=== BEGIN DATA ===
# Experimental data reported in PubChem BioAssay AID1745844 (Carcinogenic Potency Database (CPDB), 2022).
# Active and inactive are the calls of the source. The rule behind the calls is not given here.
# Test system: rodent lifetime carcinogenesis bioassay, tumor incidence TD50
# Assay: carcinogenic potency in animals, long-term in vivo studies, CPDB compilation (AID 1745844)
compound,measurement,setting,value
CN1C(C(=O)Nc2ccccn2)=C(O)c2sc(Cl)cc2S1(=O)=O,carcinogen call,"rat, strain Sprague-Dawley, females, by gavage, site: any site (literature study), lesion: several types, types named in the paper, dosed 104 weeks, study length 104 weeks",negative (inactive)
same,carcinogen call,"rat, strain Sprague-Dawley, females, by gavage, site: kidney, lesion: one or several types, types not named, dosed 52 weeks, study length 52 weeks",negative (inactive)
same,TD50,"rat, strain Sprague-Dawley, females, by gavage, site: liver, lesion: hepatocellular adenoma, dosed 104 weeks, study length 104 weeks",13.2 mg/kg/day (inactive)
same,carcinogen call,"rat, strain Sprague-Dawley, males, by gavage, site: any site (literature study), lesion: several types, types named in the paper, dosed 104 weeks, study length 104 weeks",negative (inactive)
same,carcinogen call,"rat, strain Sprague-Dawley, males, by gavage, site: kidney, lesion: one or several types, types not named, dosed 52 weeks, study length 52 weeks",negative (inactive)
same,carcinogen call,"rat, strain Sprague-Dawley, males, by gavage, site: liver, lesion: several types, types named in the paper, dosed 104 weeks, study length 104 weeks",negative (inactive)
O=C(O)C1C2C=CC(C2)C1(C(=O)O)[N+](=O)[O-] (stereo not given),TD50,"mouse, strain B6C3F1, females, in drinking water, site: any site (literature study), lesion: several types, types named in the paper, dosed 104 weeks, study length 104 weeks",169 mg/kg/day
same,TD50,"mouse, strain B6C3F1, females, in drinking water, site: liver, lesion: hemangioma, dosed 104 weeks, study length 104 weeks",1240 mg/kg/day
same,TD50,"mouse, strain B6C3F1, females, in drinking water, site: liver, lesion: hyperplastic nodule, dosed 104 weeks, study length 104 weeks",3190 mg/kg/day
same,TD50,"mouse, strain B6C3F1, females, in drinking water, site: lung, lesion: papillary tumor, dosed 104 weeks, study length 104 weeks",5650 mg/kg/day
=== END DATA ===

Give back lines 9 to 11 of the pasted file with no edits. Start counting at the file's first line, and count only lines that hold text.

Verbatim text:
same,carcinogen call,"rat, strain Sprague-Dawley, males, by gavage, site: any site (literature study), lesion: several types, types named in the paper, dosed 104 weeks, study length 104 weeks",negative (inactive)
same,carcinogen call,"rat, strain Sprague-Dawley, males, by gavage, site: kidney, lesion: one or several types, types not named, dosed 52 weeks, study length 52 weeks",negative (inactive)
same,carcinogen call,"rat, strain Sprague-Dawley, males, by gavage, site: liver, lesion: several types, types named in the paper, dosed 104 weeks, study length 104 weeks",negative (inactive)